On this day in 1910, Theodore Roosevelt gave his famous “Man in the Arena” speech at the Sorbonne, in Paris, France.
Roosevelt used the occasion to extol the virtues not of the critic, but of “the man who is actually in the arena,” who “if he fails, at least fails while daring greatly, so that his place shall never be with those cold and timid souls who neither know victory nor defeat.”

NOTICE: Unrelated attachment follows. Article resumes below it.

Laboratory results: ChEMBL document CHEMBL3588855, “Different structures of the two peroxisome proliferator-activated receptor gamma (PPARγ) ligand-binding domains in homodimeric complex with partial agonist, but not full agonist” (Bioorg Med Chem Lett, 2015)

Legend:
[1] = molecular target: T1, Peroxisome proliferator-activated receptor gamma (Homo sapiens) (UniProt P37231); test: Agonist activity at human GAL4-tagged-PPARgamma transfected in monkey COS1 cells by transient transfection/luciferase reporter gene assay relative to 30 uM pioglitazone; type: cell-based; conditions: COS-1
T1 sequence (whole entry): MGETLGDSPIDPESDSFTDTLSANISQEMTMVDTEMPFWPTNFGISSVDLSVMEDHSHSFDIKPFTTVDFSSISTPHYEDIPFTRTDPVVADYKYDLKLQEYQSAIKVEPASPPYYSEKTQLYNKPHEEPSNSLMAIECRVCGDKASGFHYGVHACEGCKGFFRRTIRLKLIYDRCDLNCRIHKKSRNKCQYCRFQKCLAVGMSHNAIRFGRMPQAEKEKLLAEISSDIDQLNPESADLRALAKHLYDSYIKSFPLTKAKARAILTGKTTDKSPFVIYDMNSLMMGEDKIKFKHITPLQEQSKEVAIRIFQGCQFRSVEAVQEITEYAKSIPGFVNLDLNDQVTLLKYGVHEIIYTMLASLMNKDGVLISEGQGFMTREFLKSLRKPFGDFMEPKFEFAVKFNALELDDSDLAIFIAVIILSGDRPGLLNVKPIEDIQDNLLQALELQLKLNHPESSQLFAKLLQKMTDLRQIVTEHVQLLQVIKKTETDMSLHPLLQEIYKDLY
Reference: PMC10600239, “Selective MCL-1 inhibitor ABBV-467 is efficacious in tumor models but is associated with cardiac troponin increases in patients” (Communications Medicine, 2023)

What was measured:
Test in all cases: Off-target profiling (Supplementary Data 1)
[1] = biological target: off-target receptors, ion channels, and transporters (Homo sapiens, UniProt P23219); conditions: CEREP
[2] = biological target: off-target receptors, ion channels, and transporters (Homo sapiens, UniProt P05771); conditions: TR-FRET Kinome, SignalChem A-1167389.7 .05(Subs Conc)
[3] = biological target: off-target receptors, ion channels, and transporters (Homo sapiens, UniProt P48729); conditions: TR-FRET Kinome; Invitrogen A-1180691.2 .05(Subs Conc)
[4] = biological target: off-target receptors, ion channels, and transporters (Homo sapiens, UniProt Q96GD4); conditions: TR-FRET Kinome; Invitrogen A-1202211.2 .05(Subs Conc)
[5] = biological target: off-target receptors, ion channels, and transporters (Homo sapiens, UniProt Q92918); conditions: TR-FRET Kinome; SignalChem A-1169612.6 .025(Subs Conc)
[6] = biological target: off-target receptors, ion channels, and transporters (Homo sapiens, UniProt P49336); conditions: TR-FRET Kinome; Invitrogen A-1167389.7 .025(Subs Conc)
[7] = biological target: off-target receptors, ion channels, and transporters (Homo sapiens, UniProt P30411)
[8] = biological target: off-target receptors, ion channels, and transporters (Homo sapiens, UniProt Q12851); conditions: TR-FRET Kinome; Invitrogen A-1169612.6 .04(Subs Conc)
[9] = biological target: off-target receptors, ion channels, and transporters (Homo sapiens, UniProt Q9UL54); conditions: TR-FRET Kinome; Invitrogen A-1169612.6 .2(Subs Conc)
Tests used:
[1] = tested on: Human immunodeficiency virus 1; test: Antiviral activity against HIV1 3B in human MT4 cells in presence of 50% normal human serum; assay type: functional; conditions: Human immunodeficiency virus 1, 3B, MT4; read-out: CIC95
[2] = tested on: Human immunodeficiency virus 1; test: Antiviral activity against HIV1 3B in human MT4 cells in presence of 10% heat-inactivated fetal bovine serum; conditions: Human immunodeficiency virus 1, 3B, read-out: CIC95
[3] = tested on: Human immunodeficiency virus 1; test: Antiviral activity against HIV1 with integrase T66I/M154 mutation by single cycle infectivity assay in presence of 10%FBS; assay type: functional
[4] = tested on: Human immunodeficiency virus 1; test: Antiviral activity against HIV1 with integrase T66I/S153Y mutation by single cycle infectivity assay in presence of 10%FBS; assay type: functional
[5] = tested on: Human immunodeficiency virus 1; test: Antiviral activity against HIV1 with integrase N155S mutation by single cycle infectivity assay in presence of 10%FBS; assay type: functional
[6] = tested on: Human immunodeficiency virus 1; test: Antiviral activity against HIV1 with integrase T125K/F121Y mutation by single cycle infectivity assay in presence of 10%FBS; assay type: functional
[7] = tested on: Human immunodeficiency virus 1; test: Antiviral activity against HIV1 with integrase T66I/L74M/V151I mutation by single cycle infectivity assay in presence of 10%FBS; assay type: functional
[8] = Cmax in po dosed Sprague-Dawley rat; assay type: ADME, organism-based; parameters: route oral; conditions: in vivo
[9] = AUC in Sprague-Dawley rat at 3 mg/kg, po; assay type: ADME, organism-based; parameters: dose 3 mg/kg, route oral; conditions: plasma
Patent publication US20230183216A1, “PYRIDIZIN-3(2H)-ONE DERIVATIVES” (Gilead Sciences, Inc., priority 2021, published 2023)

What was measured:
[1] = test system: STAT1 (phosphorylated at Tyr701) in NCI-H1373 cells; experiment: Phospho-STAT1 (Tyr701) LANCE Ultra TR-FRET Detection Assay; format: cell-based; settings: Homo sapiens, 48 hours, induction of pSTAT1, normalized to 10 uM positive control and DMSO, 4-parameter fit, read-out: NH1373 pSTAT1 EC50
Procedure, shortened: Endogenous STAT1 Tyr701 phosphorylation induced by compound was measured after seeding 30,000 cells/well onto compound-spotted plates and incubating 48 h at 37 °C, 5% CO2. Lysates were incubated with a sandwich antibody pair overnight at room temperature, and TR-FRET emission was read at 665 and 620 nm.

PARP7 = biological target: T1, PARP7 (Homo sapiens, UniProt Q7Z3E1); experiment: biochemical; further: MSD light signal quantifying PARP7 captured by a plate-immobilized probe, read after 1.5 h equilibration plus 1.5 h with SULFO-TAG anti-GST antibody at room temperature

The speech established the philosophy that guided the Let Teddy Win movement since 2006, and provided locker room inspiration for the Nationals before a huge playoff victory in 2012.
To commemorate the 104th anniversary, the Rough Rider donned boxing gloves for Wednesday’s fourth inning race at Nationals Park.
Teddy entered the race from the bullpen and ambushed his opponents with a series of jabs as they approached the right field corner. But Abe Lincoln wasn’t phased, and the Great Emancipator was able to hold off a late charge from Roosevelt to take his third straight race.
Video courtesy of YouTube member lfahome